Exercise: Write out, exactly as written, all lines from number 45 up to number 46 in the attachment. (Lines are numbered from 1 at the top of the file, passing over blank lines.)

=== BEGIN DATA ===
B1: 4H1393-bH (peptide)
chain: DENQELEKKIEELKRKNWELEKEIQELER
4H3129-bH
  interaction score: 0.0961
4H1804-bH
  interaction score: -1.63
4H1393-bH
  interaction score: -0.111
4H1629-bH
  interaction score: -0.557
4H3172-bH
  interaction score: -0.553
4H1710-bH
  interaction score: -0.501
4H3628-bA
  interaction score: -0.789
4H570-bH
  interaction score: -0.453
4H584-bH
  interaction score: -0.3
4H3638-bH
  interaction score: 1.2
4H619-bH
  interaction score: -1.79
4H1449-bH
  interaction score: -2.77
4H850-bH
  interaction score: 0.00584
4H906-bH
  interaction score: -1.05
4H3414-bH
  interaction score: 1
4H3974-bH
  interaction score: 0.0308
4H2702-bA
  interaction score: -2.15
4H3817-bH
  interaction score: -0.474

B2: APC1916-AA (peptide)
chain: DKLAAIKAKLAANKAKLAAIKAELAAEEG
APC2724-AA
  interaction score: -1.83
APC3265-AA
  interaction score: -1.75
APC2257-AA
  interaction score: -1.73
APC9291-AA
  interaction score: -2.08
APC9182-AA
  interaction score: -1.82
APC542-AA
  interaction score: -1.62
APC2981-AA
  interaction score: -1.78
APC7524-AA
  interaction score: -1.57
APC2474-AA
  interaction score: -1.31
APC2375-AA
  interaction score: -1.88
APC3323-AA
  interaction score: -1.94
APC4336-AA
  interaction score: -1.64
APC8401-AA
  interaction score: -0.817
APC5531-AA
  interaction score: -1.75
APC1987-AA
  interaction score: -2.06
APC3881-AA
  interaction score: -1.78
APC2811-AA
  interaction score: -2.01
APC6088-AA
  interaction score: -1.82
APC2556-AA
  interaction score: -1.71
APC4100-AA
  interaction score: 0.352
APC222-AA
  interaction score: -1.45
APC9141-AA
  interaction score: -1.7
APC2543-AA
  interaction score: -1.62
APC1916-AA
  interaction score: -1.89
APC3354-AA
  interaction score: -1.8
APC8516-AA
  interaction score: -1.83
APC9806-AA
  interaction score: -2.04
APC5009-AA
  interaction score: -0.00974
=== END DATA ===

APC2257-AA
  interaction score: -1.73